The buzz surrounding festival darling Pariah seems to suggest an authentic and revealing examination of race and sexuality — in an environment where black gay characters are rarely given a voice, Pariah is a welcome project. However, its portrayal is unfortunately shallow, offering no fresh insights into queer experience. Pariah follows Alike, a talented high school student struggling with her lesbian sexuality amidst a prejudiced community. The plot conforms to most others relating to coming out — namely, being gay is hard, especially when you have overbearing parents. Lovers quarrel, fathers lecture, mothers preach, teens rebel and all this occurs against the sloppy backdrop of cringe–inducing high school poetry. It’s more of a banal Hollywood romance flick than a complex investigation of queer life — race, class and gender are only timidly investigated, and a dildo makes an awkward appearance.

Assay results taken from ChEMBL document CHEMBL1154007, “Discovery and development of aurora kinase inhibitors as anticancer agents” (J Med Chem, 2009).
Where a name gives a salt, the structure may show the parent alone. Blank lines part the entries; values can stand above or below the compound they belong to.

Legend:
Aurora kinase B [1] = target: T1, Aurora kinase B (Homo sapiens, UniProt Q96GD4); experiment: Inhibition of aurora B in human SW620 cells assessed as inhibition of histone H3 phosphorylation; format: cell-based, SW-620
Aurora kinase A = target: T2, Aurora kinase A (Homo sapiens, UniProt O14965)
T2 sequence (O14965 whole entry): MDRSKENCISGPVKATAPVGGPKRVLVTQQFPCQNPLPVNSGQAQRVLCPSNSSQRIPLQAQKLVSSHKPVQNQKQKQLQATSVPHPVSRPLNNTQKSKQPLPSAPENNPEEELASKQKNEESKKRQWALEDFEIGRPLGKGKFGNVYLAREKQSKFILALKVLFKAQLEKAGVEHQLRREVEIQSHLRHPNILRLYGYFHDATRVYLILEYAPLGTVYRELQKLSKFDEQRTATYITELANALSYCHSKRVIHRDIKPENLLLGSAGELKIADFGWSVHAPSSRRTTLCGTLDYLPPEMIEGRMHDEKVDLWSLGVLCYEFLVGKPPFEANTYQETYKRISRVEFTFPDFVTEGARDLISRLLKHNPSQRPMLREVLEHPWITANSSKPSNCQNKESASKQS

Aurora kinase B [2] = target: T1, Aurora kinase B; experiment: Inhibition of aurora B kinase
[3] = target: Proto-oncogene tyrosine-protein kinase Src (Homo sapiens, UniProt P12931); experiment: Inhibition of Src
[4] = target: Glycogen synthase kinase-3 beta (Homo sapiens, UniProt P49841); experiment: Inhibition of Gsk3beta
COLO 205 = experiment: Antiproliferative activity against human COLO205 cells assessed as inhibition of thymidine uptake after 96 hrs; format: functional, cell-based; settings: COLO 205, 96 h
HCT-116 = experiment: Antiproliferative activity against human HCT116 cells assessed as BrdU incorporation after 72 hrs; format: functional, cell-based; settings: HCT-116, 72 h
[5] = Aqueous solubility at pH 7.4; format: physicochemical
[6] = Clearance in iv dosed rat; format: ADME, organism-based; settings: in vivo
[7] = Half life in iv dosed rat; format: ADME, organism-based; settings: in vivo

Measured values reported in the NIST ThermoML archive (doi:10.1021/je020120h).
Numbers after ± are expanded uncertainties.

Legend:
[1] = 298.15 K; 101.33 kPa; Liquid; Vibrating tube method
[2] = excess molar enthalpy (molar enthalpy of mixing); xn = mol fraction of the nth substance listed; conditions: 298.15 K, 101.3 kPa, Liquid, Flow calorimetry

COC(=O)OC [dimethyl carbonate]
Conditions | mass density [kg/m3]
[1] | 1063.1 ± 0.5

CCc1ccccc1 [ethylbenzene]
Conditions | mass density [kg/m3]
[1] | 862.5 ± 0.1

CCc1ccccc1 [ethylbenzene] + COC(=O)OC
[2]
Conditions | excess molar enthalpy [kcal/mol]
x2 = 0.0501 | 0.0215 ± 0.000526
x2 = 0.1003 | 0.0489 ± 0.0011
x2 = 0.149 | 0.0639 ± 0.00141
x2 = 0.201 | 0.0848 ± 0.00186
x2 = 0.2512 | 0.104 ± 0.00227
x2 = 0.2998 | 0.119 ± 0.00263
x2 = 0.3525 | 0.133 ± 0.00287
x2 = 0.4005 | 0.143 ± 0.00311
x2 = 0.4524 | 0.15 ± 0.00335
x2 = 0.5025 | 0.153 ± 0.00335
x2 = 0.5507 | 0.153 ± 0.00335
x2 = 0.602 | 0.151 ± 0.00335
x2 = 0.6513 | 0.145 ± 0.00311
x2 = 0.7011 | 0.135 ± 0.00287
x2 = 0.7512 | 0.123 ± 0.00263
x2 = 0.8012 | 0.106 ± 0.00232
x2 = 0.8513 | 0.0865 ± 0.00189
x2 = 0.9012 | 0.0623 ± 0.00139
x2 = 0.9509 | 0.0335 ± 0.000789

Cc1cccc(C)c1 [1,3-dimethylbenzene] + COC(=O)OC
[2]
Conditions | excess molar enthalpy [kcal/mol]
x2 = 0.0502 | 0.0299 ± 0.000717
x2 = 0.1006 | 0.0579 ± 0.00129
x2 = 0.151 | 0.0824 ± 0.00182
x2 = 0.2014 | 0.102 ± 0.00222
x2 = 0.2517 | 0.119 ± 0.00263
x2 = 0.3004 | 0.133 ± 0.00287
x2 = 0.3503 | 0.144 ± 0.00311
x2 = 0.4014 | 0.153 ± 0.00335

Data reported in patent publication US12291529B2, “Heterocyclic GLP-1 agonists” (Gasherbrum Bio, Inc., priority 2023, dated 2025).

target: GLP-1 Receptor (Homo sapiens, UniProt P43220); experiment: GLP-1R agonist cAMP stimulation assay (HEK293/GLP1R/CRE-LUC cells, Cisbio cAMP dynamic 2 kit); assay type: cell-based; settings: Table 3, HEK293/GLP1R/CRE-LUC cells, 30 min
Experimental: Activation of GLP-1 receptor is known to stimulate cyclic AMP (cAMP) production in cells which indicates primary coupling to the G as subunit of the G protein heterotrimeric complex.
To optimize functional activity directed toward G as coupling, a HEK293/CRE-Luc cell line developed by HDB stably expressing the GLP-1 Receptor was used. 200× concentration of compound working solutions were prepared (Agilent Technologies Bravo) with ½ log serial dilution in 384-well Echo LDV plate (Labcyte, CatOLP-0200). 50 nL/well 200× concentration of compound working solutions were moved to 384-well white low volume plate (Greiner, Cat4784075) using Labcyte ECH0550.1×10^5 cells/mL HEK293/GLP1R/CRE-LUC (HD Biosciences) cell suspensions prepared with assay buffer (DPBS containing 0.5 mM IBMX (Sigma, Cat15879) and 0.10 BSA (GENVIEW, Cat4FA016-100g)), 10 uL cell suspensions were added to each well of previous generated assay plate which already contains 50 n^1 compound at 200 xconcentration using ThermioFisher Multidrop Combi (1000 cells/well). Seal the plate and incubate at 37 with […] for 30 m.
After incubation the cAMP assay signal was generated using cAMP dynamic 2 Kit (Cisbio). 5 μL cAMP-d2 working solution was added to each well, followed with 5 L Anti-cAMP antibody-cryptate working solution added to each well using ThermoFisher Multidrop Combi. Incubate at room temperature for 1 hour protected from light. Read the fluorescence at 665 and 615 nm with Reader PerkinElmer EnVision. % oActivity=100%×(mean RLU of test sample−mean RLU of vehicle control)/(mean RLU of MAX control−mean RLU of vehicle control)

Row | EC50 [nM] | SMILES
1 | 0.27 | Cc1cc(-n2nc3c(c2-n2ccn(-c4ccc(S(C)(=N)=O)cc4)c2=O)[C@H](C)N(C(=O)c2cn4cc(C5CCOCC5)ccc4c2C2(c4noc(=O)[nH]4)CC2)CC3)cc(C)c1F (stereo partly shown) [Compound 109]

Thankfully, aside from its shallow screenplay, the film’s execution is a wonder. The largely handheld cinematography is as claustrophobic as it is stunning: in murky passageways, overhead lighting and tight close–ups evoke the same emotions as the story itself. The performances too are superb, the actors bringing extraordinary depth to otherwise underdeveloped roles.
All of this leads to the impression that director Dee Rees may be too attached to the material. In several moments, the story appears autobiographical, and you’re left to wonder if the script has been lifted verbatim from her experiences. Many aspects of the film are certainly realistic, and the problems raised are of utmost importance, but it doesn’t translate to a compelling cinematic experience. The film’s message is presented with sledgehammer subtlety; written into nearly every frame, Pariah relentlessly beats us over the head at 24 absolutely gorgeous frames per second.
Directed by: Dee Rees
Starring: Adepero Oduye, Kim Wayans, Aasha Davis
Rated R, 86 min.